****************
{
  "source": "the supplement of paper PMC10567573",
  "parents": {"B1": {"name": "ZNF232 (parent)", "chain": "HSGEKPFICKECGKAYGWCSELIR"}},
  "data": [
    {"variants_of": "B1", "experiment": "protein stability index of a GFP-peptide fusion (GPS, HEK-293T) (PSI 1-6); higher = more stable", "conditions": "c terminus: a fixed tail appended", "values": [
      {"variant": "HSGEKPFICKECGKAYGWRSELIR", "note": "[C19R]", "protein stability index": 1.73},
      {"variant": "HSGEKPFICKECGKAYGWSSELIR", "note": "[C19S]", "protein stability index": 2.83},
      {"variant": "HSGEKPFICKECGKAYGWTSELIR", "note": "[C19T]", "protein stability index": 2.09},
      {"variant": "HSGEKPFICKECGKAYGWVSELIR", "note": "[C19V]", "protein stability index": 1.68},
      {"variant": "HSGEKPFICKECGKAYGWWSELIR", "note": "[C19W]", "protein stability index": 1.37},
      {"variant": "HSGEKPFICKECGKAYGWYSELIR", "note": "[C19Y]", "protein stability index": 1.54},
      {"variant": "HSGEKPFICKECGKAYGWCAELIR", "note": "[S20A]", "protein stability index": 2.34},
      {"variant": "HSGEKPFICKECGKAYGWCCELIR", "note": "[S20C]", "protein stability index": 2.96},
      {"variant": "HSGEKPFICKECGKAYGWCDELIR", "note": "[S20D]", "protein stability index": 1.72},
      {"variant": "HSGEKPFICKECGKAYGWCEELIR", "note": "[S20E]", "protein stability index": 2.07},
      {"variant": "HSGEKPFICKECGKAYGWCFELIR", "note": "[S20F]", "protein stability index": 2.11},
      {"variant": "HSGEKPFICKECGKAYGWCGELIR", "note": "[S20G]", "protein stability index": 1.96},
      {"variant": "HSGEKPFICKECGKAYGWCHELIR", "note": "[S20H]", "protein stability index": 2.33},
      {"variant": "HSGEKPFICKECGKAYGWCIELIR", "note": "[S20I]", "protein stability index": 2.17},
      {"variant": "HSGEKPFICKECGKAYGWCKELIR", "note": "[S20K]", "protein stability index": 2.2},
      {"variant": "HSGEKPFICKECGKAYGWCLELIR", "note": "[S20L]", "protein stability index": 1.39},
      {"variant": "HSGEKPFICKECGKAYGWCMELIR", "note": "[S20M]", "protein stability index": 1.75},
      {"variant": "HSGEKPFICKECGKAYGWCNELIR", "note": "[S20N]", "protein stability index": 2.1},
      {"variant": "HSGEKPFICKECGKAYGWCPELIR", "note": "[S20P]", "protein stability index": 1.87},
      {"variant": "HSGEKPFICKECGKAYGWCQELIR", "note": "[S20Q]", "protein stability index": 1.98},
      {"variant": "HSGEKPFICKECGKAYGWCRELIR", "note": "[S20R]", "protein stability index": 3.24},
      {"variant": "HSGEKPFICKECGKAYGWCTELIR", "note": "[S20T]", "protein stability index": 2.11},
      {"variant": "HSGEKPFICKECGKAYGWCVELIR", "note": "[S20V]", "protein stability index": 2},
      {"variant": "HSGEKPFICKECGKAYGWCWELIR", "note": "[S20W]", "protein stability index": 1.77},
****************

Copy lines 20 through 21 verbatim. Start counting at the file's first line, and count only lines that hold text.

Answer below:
      {"variant": "HSGEKPFICKECGKAYGWCKELIR", "note": "[S20K]", "protein stability index": 2.2},
      {"variant": "HSGEKPFICKECGKAYGWCLELIR", "note": "[S20L]", "protein stability index": 1.39},